Businesses could be deprived of up to £190bn in finance over the next five years unless action is taken to enhance their ability to borrow, a Government-appointed task force warned yesterday.
The task force, led by Tim Breedon, the chief executive of Legal & General, recommends a Government feasibility study into an agency to securitise small businesses loans.
"Access to finance is expected to become more acute as business confidence and growth returns, whilst continuing bank deleveraging is likely to leave a significant funding shortfall," Mr Breedon's report said.
Among other recommendations is for the Government to investigate tax incentives for lending to small and medium-sized firms, to put pressure on larger companies to pay their bills to smaller suppliers more promptly, and to invest in small business investment funds (to encourage private investors to do the same).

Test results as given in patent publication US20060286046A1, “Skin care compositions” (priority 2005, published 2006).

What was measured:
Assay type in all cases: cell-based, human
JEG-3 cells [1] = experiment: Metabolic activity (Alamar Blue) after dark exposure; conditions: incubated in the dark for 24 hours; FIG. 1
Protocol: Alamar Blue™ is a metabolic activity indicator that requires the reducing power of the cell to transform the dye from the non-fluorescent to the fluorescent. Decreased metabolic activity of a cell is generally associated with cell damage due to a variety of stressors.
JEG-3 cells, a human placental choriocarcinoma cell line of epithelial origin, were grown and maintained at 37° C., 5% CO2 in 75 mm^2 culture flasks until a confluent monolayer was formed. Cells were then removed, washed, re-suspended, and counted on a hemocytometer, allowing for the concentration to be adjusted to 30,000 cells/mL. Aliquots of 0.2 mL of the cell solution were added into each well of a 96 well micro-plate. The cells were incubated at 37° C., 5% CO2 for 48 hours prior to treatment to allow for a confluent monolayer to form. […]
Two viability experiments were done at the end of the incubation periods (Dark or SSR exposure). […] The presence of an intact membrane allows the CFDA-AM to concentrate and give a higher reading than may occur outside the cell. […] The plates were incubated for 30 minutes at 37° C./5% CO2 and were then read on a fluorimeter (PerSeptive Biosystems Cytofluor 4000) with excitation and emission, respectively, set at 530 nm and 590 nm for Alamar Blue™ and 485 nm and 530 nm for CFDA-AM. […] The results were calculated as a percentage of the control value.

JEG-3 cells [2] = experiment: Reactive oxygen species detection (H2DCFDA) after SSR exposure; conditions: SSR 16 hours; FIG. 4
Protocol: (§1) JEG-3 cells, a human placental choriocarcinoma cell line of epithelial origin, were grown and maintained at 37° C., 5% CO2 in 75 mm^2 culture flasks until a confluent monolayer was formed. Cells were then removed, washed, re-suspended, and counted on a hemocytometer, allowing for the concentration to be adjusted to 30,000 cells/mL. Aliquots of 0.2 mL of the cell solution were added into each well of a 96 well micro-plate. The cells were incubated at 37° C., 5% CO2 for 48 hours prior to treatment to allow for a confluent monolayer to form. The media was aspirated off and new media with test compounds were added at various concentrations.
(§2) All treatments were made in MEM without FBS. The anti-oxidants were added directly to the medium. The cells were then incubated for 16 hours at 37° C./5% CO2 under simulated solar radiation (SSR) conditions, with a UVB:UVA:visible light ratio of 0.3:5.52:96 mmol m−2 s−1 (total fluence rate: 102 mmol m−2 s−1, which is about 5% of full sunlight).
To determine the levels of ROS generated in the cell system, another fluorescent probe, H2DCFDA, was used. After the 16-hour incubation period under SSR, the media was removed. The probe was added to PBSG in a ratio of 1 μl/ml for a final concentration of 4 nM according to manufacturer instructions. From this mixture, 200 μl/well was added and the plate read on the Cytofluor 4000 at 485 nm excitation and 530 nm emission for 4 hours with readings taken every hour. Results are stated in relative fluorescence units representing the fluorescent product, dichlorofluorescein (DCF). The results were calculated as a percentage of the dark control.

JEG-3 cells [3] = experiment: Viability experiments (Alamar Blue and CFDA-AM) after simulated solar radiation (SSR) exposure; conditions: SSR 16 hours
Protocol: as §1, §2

Without this action, there will be a funding gap for firms of between £84bn and £191bn over the next five years, the report estimates. Between £26bn and £59bn of this shortfall would affect smaller businesses.
The report also suggests that the Government should put a single agency in charge of all the various official schemes designed to help firms access finance.
The Treasury's Project Merlin deal was designed to increase lending flows to small firms, but it was criticised as being ineffective since it set gross, rather than net, lending targets for the major banks. Total net lending from the five main UK banks fell in every quarter of 2011.
Merlin came to an end in February and has not been extended. The Government is set to replace it with a £20bn national loan guarantee scheme next week, which will guarantee banks' funding provided they lower the cost of loans to small firms.
The Breedon report was welcomed by the CBI.
Its director-general, John Cridland, said: "The UK lags well behind the US in the ability of mid-sized businesses to issue private placements. As the Breedon review says, further work is needed to solve this."
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